In this study, a potential interior noise problem is investigated by the interior noise source contribution and transfer path analysis. This methodology enables cascading a certain NVH issue from vehicle level to system, subsystem and even component level and provides a time saving and cost-effective approach in root cause identification. As a next step in addition to this study, further investigations should be carried out to pinpoint and improve the main source of this NVH problem. Panel contribution analysis (PCA) should be one of the tools that can be used to determine the percentage of sound radiation from the panels of the vehicle. Focusing on this specific noise problem, improvement iterations on the dominant contributing panels will be an effective approach in the reduction in sound radiation. As a second step, the root cause of the high frequency response of the body should be investigated. Point mobility of the suspension connection point, vibration transfer function (VTF) and NTF improvements by using CAE tools will enable reduction of the responses. It is concluded that interior noise source contribution and transfer path analysis methodology is an effective tool in vehicle NVH development and can be used in target setting, target cascading and specific problem root cause identification.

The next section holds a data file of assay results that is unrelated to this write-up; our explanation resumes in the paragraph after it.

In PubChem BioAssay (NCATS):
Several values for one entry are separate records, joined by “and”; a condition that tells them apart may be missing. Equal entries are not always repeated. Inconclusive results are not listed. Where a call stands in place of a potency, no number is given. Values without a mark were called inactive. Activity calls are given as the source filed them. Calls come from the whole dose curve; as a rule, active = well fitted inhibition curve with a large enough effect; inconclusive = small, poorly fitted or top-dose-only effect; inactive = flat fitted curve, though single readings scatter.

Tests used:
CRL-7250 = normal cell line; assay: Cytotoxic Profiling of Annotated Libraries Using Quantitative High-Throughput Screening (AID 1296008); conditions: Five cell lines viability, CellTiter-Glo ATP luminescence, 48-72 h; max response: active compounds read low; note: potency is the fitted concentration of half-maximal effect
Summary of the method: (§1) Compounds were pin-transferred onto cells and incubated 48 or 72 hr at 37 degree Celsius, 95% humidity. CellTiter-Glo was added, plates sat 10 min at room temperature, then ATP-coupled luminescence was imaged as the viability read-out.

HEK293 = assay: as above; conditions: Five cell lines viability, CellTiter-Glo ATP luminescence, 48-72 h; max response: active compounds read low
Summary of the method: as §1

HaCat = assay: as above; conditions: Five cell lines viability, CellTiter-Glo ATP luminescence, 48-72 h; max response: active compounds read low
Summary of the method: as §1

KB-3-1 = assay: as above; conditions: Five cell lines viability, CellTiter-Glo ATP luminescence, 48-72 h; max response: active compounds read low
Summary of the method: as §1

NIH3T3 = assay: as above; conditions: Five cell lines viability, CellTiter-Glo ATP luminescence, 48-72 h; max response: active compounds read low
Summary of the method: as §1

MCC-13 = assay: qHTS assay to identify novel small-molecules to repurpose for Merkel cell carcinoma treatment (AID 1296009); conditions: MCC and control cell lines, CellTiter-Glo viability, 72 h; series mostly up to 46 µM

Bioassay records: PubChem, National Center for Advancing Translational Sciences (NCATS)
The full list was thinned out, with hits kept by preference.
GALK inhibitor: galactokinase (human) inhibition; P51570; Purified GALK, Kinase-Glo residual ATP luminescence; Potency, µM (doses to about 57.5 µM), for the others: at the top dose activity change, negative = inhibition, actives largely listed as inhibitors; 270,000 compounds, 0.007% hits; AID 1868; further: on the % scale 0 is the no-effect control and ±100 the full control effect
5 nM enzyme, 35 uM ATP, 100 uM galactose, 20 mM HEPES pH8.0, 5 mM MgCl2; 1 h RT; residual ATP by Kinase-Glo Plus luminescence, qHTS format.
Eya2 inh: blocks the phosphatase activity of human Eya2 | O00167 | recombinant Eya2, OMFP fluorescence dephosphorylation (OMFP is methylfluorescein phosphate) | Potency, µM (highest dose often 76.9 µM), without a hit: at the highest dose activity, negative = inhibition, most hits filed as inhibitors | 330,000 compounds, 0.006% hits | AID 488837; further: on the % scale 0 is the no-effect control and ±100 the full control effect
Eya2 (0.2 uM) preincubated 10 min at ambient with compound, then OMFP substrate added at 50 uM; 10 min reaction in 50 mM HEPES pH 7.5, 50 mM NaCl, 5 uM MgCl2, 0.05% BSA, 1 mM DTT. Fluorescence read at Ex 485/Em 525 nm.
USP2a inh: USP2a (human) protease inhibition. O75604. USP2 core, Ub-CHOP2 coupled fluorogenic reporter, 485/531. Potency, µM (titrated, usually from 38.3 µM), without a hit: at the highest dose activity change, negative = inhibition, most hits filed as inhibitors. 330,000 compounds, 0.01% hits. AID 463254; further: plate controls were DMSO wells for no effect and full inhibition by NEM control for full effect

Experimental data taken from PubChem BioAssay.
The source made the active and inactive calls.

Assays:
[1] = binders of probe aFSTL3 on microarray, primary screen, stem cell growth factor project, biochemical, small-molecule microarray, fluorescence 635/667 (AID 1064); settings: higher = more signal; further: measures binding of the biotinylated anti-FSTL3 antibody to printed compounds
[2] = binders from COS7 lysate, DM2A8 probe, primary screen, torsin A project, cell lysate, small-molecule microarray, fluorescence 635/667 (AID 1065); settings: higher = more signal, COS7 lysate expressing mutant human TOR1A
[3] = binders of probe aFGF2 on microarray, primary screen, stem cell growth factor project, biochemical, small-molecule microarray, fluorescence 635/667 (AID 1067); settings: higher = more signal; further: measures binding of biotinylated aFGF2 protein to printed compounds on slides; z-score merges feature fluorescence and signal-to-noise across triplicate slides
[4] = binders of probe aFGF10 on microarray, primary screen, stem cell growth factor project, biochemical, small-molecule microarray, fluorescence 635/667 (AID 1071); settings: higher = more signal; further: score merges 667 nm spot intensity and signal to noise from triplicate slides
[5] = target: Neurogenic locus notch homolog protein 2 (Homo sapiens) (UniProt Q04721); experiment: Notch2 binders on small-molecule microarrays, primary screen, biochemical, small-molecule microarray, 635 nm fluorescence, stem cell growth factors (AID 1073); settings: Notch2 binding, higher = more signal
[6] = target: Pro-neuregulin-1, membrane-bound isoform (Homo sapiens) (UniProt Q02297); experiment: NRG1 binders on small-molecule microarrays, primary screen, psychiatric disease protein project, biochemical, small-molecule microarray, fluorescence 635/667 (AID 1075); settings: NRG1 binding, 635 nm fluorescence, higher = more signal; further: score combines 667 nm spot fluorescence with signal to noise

Acknowledgements
The authors would like to thank ‘Ford Otomotiv Sanayi A.S.’ for the test systems and software support.

References